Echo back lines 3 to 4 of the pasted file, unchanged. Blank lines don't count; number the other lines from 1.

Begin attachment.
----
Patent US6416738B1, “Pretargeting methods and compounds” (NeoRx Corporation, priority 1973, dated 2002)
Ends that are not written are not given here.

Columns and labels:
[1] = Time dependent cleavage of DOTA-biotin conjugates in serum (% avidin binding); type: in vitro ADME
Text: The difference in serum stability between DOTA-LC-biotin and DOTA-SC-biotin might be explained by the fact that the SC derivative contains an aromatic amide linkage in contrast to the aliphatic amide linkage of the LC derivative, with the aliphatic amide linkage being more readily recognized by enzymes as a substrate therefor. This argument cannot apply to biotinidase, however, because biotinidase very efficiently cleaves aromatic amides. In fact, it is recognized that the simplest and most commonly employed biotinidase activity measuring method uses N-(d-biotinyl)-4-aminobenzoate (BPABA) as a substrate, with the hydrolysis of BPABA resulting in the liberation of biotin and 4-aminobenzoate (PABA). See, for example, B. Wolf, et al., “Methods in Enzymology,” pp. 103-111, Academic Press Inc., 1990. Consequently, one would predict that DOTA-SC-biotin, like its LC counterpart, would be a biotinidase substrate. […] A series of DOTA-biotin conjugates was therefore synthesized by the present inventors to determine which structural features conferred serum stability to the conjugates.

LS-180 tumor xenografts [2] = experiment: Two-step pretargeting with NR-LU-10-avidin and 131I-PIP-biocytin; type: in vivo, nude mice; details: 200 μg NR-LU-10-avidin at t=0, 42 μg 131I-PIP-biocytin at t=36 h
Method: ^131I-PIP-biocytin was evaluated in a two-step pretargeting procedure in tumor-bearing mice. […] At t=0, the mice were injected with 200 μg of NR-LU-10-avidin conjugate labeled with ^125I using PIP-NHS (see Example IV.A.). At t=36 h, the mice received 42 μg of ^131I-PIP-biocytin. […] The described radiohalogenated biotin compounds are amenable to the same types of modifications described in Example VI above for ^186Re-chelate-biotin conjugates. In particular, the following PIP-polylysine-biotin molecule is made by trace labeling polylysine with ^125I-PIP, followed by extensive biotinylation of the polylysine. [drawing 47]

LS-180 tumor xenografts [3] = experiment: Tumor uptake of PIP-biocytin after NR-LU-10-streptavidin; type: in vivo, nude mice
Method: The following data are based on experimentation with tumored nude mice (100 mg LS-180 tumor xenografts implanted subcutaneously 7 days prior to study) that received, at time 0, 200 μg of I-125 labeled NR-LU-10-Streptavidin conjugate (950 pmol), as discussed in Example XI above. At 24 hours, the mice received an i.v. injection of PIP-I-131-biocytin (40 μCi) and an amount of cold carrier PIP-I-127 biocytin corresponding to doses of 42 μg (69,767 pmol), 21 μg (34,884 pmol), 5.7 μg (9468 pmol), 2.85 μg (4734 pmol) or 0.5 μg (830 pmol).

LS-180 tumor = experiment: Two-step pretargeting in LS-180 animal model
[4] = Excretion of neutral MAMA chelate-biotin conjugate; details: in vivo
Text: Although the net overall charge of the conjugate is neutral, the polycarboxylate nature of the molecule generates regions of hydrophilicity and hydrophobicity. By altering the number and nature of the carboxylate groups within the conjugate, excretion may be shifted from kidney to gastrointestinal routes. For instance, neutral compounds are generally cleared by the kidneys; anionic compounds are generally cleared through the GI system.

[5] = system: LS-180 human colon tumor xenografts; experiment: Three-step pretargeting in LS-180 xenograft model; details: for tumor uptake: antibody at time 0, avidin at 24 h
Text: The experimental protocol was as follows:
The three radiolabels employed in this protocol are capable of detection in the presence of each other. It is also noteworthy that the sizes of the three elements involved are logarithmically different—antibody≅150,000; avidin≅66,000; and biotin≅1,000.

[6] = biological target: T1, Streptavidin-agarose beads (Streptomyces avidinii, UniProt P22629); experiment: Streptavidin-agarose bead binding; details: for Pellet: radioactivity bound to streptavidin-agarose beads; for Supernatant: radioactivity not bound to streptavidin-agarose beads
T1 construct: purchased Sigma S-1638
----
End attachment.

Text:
Columns and labels:
[1] = Time dependent cleavage of DOTA-biotin conjugates in serum (% avidin binding); type: in vitro ADME